Letters to the editor - February 23

Keep Fun4Kids 

I was astounded to read about the axing of the yearly children's festival. How can this be? It is mostly run by volunteers. It doesn't just benefit the children and parents of this town, but many other towns as well. It brings much needed trade to the town, trade that has been flagging due to the “ïmprovements” that have been put in place. Of course, there is money for this. Even though my children and grandchildren are too old for the festival, we often get very welcome visits from people we haven't seen for ages. This festival has been a much needed asset to the town. It and those cute dogs have put our town back on the tourist map. Can you imagine cancelling the Folkie, or Irish Festival? It's more than money, much much more. Have those that want to cancel it ever been and seen the children's faces? Can you put a price on those faces and the enjoyment the festival brings? I'm sure money can be found in those horrid parking meters that fail to return money put in them when you have to leave the parking spot unexpectedly. It used to be nice when you could leave money in the meter for someone else, or give a ticket to someone else. I appeal to the better judgement of the council to rethink this matter. The children, the parents, the caravan parks, the traders, all want to see it retained. Pretty please councillors, keep Fun4Kids, we all love this fabulous asset.

Sylvia Attard, Warrnambool

Farewell Fun4Kids

They say all good things must come to an end and that time has come for Warrnambool’s Fun4Kids Festival. While it’s disappointing to see the festival wound up it’s also important to celebrate the enormous success it has been over the past 19 years and what the festival has done for Warrnambool and surrounds. It has given thousands of people a reason to visit our region in the traditionally quiet time of the year – providing a mid-winter boost for accommodation providers and hospitality premises. It’s also provided thousands of TAFE students with practical hands on experience in a wide range of fields including tourism and early childhood care. I congratulate everyone who has had involvement in the festival over the years, from the hundreds of volunteers, to the TAFE students and the council’s organisers who have worked tirelessly to ensure a great festival year after year.

Roma Britnell,  Member for South West Coast

Payrise ‘joke’

You have got to be joking. The Victorian Government just awarded themselves a five per cent pay rise. Why? The audacity of them, how do they justify this? What has changed to allow for this?....nothing. They do this because they can. Yet penalty rates were slashed from the poor everyday worker, who has constant trouble making ends meet, with very little hope for a payrise, let alone five per cent. Australian politicians have a lot to answer for, their greed is beyond belief, their indifference is callous and cruel, their self importance is obscene.They think they have the right to behave like this. They need to practice as they preach, live with the conditions they impose on us.They are in their positions by the grace of us the people. They take this for granted and live their lives at our expense. Shame on you, shame on all of you.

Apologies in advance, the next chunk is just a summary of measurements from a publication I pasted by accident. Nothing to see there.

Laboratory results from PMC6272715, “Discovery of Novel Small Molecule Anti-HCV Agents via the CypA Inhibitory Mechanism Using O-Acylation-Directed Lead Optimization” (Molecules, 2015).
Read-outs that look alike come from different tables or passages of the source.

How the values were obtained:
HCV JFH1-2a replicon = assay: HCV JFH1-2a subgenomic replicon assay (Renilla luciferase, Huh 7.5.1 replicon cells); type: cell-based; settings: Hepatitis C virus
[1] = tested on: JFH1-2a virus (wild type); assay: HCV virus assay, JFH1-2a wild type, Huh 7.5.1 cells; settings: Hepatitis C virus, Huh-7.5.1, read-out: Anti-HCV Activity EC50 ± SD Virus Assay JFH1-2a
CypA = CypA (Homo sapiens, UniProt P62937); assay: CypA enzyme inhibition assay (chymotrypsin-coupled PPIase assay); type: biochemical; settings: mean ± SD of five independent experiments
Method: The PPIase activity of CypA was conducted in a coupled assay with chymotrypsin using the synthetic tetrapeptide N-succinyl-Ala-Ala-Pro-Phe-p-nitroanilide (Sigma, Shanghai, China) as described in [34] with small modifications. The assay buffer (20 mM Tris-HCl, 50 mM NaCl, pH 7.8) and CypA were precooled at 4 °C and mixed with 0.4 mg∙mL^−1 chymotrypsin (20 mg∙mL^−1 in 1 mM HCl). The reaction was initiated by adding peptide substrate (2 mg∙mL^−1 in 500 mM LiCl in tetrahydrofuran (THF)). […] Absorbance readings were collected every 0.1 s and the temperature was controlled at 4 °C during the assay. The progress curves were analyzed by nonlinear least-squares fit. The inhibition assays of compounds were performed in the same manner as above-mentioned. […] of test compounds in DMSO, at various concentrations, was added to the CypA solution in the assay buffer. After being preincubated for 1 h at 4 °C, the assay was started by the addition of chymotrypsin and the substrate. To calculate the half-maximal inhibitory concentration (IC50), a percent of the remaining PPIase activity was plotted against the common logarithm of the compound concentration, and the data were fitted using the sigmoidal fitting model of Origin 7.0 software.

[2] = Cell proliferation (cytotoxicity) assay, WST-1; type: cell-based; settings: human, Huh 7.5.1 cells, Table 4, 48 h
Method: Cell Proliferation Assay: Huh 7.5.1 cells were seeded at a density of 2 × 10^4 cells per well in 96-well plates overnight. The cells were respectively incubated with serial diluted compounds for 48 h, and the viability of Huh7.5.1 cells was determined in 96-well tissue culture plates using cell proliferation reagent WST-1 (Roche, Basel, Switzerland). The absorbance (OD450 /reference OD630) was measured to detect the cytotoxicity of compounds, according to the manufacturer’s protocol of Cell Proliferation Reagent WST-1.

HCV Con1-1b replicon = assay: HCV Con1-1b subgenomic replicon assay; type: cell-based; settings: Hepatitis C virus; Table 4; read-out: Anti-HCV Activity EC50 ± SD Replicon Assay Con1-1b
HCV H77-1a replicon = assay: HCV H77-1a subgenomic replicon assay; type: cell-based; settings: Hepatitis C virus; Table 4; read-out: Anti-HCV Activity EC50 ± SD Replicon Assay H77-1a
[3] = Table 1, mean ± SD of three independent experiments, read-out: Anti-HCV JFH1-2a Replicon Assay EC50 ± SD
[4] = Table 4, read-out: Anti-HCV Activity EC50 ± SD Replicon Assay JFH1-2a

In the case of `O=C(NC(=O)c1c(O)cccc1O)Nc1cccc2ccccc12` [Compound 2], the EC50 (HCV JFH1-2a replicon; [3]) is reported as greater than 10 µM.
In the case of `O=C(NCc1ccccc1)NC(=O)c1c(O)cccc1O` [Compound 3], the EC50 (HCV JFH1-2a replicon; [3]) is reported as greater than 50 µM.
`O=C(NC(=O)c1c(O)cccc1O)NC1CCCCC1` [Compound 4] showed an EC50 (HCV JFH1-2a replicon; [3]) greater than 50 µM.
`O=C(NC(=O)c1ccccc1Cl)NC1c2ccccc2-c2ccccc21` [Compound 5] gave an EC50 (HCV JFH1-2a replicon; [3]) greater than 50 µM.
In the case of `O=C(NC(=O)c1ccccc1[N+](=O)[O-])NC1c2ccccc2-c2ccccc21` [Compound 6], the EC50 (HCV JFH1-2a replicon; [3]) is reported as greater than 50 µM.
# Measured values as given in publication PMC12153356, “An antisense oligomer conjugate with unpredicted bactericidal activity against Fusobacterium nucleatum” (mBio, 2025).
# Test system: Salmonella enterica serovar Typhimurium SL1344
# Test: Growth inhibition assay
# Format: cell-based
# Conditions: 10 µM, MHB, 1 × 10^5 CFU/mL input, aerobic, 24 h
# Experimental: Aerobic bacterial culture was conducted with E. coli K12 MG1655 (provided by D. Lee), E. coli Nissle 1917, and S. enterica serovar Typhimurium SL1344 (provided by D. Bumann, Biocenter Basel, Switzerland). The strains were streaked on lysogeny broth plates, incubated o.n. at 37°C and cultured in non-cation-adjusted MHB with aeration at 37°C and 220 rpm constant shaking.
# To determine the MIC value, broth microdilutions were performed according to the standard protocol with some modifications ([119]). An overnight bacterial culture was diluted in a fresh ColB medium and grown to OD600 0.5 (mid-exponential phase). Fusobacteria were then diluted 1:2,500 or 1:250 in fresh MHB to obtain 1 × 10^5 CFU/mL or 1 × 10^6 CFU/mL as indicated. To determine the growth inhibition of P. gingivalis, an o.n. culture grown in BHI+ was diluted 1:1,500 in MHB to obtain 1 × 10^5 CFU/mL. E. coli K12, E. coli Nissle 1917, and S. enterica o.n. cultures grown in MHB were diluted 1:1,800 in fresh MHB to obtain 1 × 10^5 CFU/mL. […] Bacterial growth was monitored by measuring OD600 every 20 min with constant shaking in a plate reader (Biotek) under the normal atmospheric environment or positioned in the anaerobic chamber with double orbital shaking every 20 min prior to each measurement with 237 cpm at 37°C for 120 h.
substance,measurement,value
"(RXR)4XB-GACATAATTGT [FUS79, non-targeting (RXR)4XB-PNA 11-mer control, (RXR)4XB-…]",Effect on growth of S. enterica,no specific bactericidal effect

Vicki Walter, Warrnambool

Power costs hurt

The cost of our electricity is increasing and we are told that the actual cost of generating it has doubled over the past year yet The Standard constantly has articles from such as Victoria’s Minister for Energy and the executive officer of the Future Business Council lauding the reduced costs to be expected from the transition towards renewable energy and how vital this is for Victoria’s future. I ask whether in fact it is this transition that is the cause of the huge increase? Over a year the outputs of both wind and solar are around one third of their rated capacities and it continuously varies from zero to maximum. The two kinds of back-up which are flexible enough to match this capriciousness and to maintain constant supply are hydro and simple cycle gas turbines but as we have very little hydro, the fall-back position is simple cycle gas, such as the new power station at Mortlake which cost $640 million. The Macarthur wind farm which Mortlake matches, cost $1billion so it is vacuous to say that wind energy is free. The big catch is that combined cycle gas, which employs a further steam cycle but is not flexible enough for wind back up generates an additional 50 per cent. Could it be that combined cycle gas without wind would have the lowest cost? At last count, 56 per cent of South Australia’s gas generation was simple cycle. Pumped hydro is being welcomed as a method of storing electricity for use when needed and for which many millions are being allocated. Being a retired hydraulics engineer I gasp at the high efficiency being claimed for this process which I can guarantee will return less than half of the electricity that it consumes. I have inspected an effective pumped hydro system in South Africa which uses regular cheap night-time electricity from the Koeberg nuclear power station. We are all paying for the privatisation of the electricity supply which now has financiers in charge.

Graham Keith, Warrnambool